The oceans, like for instance The Great Lakes, generally consist of water layers that have different average temperatures at different depth layers.

For instance, depending on the latitude of a given ocean, the surface is warmer than the depths ... or the surface of the ocean is colder than the deeper parts.
Fig. 4

That is, if Fig. 1 was a graphic of the ocean at the Equator, the water temperatures at each layer would generally vary from warmest at the top, to colder and colder further and further down.

However, the opposite is generally the situation in areas near Antarctica.

The temperatures would be colder at the surface, and generally would be warmer at deeper layers.

So, depending on the temperature at the time of application, the water would expand or contract when sunlight or other sources of heat fell upon it, or it would expand or contract even when cooling sources fell upon it.

Fig. 5
Fundamentally, pure water at 4 degrees C is at its most condensed state (The Warming Science Commentariat - 2).

Ocean water (i.e. non-pure water) varies with chemical alteration (e.g. salinity), but holds to the same principles (see Fig. 2, and be sure to read Section IV here).

The "take home" from this is that preceding from a 4 degrees C thermometer reading, if you heat the water to 5 degrees C, that water will expand, or if you cool it to 3 degrees C, that same water will also expand.

This science may not be what we call "intuitive," but intuitive is sometimes just another word for "I guess" (The Gravity of Sea Level Change, 2, 3, 4, Don't Believe In Abrupt Sea Level Change - Know About It, 2, Proof of Concept , 2, 3, 4, 5, 6, 7, 8).
Fig. 6

In closing, let me say that the excursion into the Southern Ocean database from NASA AMD has been a mixed bag (Databases Galore - 13).

IMO, their data quality control is wanting as is their documentation.

Nevertheless, I plod on, because it is, on balance, useful data.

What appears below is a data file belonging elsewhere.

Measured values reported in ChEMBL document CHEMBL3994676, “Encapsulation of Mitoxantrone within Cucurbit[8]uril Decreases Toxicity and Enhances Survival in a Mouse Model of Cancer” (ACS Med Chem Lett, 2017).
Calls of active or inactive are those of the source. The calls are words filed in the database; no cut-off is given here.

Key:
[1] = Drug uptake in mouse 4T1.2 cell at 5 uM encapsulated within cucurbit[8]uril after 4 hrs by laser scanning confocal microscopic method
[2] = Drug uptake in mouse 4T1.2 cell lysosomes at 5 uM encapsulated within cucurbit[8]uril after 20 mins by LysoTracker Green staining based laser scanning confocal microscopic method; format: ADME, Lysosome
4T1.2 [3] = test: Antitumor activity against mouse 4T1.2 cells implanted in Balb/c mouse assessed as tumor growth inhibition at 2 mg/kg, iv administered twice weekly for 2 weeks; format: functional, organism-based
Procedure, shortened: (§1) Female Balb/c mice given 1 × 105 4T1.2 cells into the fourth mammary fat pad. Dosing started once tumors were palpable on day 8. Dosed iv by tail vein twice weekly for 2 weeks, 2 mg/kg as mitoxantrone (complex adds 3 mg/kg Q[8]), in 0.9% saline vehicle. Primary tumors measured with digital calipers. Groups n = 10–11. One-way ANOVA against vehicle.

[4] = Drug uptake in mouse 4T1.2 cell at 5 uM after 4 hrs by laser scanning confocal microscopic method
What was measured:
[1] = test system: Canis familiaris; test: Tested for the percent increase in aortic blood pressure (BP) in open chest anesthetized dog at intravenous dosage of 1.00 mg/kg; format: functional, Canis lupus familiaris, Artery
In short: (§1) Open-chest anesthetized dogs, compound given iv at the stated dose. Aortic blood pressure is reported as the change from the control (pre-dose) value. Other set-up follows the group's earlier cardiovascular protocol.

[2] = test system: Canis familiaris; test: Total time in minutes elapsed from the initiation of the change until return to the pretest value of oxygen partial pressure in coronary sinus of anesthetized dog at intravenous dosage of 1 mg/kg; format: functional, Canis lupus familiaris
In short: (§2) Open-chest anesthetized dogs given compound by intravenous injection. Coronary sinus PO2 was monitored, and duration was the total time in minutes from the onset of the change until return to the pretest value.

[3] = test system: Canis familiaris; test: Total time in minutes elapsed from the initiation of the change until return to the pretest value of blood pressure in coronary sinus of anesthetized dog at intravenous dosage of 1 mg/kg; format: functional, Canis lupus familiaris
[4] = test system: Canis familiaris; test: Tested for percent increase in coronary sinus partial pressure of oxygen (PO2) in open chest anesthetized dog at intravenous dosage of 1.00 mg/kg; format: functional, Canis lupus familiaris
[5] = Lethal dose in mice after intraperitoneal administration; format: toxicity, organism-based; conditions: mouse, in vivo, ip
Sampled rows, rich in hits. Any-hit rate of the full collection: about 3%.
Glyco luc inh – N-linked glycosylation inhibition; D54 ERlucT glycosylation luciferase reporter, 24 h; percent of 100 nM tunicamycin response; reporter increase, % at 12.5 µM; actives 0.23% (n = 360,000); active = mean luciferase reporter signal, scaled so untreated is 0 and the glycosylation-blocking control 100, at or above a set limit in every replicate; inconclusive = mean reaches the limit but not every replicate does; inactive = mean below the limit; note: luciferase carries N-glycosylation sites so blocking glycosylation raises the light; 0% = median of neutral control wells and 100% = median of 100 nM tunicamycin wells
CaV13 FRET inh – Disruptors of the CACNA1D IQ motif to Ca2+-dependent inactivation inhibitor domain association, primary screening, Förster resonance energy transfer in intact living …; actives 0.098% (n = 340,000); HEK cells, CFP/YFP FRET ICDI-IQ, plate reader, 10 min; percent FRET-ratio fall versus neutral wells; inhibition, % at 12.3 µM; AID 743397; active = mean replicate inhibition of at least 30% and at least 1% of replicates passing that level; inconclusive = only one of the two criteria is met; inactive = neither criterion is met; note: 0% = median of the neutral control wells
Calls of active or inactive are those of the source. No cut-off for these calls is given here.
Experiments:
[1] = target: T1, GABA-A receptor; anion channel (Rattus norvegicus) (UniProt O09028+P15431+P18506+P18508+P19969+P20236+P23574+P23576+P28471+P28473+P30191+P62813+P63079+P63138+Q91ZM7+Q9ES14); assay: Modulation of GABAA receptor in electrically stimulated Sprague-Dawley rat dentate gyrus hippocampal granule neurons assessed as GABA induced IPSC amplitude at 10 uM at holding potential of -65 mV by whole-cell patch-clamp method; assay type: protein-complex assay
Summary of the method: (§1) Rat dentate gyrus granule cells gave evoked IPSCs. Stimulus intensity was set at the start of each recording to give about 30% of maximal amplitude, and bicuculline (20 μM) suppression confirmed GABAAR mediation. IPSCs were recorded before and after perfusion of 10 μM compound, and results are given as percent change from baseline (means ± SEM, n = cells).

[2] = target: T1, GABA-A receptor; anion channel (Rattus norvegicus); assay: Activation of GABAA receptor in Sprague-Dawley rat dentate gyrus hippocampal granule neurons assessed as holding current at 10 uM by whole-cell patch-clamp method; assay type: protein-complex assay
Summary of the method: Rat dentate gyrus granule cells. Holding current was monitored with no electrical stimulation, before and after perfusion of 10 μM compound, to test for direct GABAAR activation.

I repeat again, the "bathtub model" and the "thermal expansion model" are falsified (The Bathtub Model Doesn't Hold Water, 2).

Fig. 7
The graph at Fig. 7 is Fig. 2 - Fig. 6 combined into one graph to show how the temperature increases and decreases can negate one another in terms of thermal expansion vs. thermal contraction.

In the "warming science commentariat" there has been no satisfactory explanation of the actual dynamics of thermal expansion.

At least not satisfactory or robust enough to be competent explanations.

Thus, the haphazard use of the bogus bathtub model fused with the utterly incomplete thermal expansion model have been presenting a half-baked scenario to the public.

That gloss-over acts as pabulum, or as a sedative.

Another illustration of the insufficiency of the presentations of layers of ocean water at different depths, and their intermingling at times but not at others, is seen in a previous post:
In one sense, it's [El Niño is] like an iceberg; most of it is submerged, but part of it sticks out above the sea's surface, as the wedge floats in the surrounding ocean. Partly because warm water is less dense than cool water, and also partly because El Niño waters are less salty than normal
Fig. 8
seawater. (It's always raining over an El Niño, and the rainwater dilutes the sea.) Both of these conditions contribute to buoyancy. A sharp temperature and density change—called the thermocline—floats about 100 meters below the surface, and marks the bottom of this warm "iceberg." The top layer of water may protrude 150 or more centimeters above sea level. This isn't so hard to picture if you think about tides, which also pile water up above sea level.
(On The Origin of the Sea-level Seesaw - 2). Sometimes the ocean waters mix and sometimes they do not, depending on a combinations of factors.

Finally, other data sources have shown (Fig. 8) that under the Antarctic ice shelf the warmest temperatures, for some reason, are at about 400m down (Is A New Age Of Pressure Upon Us? - 8).

Let's not reject the obvious, which is that Greenland, Antarctica, and non-ice-sheet glacial melt water (enhanced with ghost-water), are the two major contributors in sea level change dynamics (The Ghost-Water Constant, 2, 3, 4, 5, 6, 7).

The next post in this series is here, the previous post in this series is here.